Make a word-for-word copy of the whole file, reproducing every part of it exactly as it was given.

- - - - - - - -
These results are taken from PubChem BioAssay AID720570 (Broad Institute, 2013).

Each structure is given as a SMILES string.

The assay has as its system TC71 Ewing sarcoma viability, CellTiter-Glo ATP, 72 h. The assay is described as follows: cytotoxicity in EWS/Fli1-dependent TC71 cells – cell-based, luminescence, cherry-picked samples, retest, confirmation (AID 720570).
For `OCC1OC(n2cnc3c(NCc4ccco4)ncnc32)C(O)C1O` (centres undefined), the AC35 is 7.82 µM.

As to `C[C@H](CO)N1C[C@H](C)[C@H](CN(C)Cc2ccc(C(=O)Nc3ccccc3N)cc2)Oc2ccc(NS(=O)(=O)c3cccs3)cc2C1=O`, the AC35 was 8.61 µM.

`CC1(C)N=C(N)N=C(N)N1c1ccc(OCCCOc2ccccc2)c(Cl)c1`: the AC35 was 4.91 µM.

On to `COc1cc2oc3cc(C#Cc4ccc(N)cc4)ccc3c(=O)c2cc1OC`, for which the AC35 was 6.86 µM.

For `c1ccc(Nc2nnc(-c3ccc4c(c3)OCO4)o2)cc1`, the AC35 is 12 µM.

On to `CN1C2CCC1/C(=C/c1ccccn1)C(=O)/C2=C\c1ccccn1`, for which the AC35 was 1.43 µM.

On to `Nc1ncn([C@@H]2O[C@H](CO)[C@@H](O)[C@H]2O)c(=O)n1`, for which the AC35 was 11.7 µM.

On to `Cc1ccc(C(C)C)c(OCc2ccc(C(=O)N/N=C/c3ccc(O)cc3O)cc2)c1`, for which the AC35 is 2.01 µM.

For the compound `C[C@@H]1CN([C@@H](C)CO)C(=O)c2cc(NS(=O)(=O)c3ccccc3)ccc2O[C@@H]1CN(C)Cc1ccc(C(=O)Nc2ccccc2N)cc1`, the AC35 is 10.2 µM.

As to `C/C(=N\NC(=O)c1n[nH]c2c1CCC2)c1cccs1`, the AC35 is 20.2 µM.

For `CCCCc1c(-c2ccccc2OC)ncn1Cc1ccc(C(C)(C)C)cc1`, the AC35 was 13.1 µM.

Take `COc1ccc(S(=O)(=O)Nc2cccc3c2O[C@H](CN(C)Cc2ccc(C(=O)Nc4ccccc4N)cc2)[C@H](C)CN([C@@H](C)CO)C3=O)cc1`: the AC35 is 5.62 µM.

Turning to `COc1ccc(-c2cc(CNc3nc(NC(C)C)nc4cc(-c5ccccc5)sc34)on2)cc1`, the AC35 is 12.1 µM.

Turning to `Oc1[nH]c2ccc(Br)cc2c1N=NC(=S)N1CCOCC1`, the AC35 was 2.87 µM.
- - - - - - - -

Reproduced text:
These results are taken from PubChem BioAssay AID720570 (Broad Institute, 2013).

Each structure is given as a SMILES string.

The assay has as its system TC71 Ewing sarcoma viability, CellTiter-Glo ATP, 72 h. The assay is described as follows: cytotoxicity in EWS/Fli1-dependent TC71 cells – cell-based, luminescence, cherry-picked samples, retest, confirmation (AID 720570).
For `OCC1OC(n2cnc3c(NCc4ccco4)ncnc32)C(O)C1O` (centres undefined), the AC35 is 7.82 µM.

As to `C[C@H](CO)N1C[C@H](C)[C@H](CN(C)Cc2ccc(C(=O)Nc3ccccc3N)cc2)Oc2ccc(NS(=O)(=O)c3cccs3)cc2C1=O`, the AC35 was 8.61 µM.

`CC1(C)N=C(N)N=C(N)N1c1ccc(OCCCOc2ccccc2)c(Cl)c1`: the AC35 was 4.91 µM.

On to `COc1cc2oc3cc(C#Cc4ccc(N)cc4)ccc3c(=O)c2cc1OC`, for which the AC35 was 6.86 µM.

For `c1ccc(Nc2nnc(-c3ccc4c(c3)OCO4)o2)cc1`, the AC35 is 12 µM.

On to `CN1C2CCC1/C(=C/c1ccccn1)C(=O)/C2=C\c1ccccn1`, for which the AC35 was 1.43 µM.

On to `Nc1ncn([C@@H]2O[C@H](CO)[C@@H](O)[C@H]2O)c(=O)n1`, for which the AC35 was 11.7 µM.

On to `Cc1ccc(C(C)C)c(OCc2ccc(C(=O)N/N=C/c3ccc(O)cc3O)cc2)c1`, for which the AC35 is 2.01 µM.

For the compound `C[C@@H]1CN([C@@H](C)CO)C(=O)c2cc(NS(=O)(=O)c3ccccc3)ccc2O[C@@H]1CN(C)Cc1ccc(C(=O)Nc2ccccc2N)cc1`, the AC35 is 10.2 µM.

As to `C/C(=N\NC(=O)c1n[nH]c2c1CCC2)c1cccs1`, the AC35 is 20.2 µM.

For `CCCCc1c(-c2ccccc2OC)ncn1Cc1ccc(C(C)(C)C)cc1`, the AC35 was 13.1 µM.

Take `COc1ccc(S(=O)(=O)Nc2cccc3c2O[C@H](CN(C)Cc2ccc(C(=O)Nc4ccccc4N)cc2)[C@H](C)CN([C@@H](C)CO)C3=O)cc1`: the AC35 is 5.62 µM.

Turning to `COc1ccc(-c2cc(CNc3nc(NC(C)C)nc4cc(-c5ccccc5)sc34)on2)cc1`, the AC35 is 12.1 µM.

Turning to `Oc1[nH]c2ccc(Br)cc2c1N=NC(=S)N1CCOCC1`, the AC35 was 2.87 µM.